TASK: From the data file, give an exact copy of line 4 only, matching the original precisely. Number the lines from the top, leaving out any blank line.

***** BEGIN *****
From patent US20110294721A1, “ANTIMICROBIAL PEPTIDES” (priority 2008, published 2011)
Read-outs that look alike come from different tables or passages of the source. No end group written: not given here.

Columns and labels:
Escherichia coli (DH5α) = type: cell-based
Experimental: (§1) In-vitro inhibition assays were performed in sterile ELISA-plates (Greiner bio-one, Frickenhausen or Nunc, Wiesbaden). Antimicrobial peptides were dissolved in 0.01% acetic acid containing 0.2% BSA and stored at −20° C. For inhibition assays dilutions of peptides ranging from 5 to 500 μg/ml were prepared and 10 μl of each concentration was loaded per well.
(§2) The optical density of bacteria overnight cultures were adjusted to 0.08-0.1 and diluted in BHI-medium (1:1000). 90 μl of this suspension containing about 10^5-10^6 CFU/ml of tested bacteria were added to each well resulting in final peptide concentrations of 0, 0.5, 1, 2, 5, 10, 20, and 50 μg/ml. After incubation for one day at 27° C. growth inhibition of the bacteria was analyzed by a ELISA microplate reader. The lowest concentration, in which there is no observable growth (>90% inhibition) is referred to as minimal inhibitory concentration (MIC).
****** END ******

Escherichia coli (DH5α) = type: cell-based